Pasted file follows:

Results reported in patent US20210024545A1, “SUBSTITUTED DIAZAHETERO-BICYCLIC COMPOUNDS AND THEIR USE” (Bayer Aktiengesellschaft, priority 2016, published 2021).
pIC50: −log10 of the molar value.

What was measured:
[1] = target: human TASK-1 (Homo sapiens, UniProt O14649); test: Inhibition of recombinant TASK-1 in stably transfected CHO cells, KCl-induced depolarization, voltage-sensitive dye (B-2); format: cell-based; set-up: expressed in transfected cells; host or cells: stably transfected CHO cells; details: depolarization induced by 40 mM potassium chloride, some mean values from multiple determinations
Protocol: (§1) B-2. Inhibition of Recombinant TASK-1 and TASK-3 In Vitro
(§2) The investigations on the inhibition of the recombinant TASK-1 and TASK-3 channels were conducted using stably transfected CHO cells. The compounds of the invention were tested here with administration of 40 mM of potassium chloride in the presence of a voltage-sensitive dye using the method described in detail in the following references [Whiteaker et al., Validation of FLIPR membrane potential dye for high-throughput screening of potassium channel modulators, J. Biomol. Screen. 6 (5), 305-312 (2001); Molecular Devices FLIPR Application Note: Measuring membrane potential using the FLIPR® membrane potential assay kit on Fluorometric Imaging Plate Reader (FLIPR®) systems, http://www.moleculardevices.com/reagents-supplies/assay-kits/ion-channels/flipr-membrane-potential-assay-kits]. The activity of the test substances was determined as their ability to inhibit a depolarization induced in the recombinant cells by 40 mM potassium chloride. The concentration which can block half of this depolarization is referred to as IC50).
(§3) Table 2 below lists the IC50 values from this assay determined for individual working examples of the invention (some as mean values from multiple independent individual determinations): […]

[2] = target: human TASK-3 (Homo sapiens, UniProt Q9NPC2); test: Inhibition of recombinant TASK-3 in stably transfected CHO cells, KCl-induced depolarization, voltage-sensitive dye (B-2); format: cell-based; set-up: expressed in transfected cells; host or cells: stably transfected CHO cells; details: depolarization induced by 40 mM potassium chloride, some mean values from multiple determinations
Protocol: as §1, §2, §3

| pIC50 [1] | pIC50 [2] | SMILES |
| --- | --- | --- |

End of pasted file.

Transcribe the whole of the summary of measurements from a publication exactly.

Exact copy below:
Results reported in patent US20210024545A1, “SUBSTITUTED DIAZAHETERO-BICYCLIC COMPOUNDS AND THEIR USE” (Bayer Aktiengesellschaft, priority 2016, published 2021).
pIC50: −log10 of the molar value.

What was measured:
[1] = target: human TASK-1 (Homo sapiens, UniProt O14649); test: Inhibition of recombinant TASK-1 in stably transfected CHO cells, KCl-induced depolarization, voltage-sensitive dye (B-2); format: cell-based; set-up: expressed in transfected cells; host or cells: stably transfected CHO cells; details: depolarization induced by 40 mM potassium chloride, some mean values from multiple determinations
Protocol: (§1) B-2. Inhibition of Recombinant TASK-1 and TASK-3 In Vitro
(§2) The investigations on the inhibition of the recombinant TASK-1 and TASK-3 channels were conducted using stably transfected CHO cells. The compounds of the invention were tested here with administration of 40 mM of potassium chloride in the presence of a voltage-sensitive dye using the method described in detail in the following references [Whiteaker et al., Validation of FLIPR membrane potential dye for high-throughput screening of potassium channel modulators, J. Biomol. Screen. 6 (5), 305-312 (2001); Molecular Devices FLIPR Application Note: Measuring membrane potential using the FLIPR® membrane potential assay kit on Fluorometric Imaging Plate Reader (FLIPR®) systems, http://www.moleculardevices.com/reagents-supplies/assay-kits/ion-channels/flipr-membrane-potential-assay-kits]. The activity of the test substances was determined as their ability to inhibit a depolarization induced in the recombinant cells by 40 mM potassium chloride. The concentration which can block half of this depolarization is referred to as IC50).
(§3) Table 2 below lists the IC50 values from this assay determined for individual working examples of the invention (some as mean values from multiple independent individual determinations): […]

[2] = target: human TASK-3 (Homo sapiens, UniProt Q9NPC2); test: Inhibition of recombinant TASK-3 in stably transfected CHO cells, KCl-induced depolarization, voltage-sensitive dye (B-2); format: cell-based; set-up: expressed in transfected cells; host or cells: stably transfected CHO cells; details: depolarization induced by 40 mM potassium chloride, some mean values from multiple determinations
Protocol: as §1, §2, §3

| pIC50 [1] | pIC50 [2] | SMILES |
| --- | --- | --- |